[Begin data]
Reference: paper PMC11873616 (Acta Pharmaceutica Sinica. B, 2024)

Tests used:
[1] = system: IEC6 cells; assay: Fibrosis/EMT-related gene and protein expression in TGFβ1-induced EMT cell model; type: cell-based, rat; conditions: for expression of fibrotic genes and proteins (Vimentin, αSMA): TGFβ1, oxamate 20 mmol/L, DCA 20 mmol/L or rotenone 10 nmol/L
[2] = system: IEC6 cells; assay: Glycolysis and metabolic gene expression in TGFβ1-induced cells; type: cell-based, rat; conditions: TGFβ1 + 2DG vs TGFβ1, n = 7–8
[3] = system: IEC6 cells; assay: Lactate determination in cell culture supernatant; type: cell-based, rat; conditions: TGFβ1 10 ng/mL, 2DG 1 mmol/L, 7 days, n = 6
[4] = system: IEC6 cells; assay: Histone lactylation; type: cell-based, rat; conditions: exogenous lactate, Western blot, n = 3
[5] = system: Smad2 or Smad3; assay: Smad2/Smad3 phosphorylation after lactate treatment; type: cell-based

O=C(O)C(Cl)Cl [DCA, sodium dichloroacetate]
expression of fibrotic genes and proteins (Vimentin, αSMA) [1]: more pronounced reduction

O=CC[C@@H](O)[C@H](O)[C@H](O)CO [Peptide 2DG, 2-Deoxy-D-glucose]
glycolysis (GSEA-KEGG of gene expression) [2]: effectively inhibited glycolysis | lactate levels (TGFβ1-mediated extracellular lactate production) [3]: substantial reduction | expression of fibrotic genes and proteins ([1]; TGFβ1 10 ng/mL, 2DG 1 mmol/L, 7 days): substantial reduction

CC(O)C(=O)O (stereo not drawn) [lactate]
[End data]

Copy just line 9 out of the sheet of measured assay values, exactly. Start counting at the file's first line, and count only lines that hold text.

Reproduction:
expression of fibrotic genes and proteins (Vimentin, αSMA) [1]: more pronounced reduction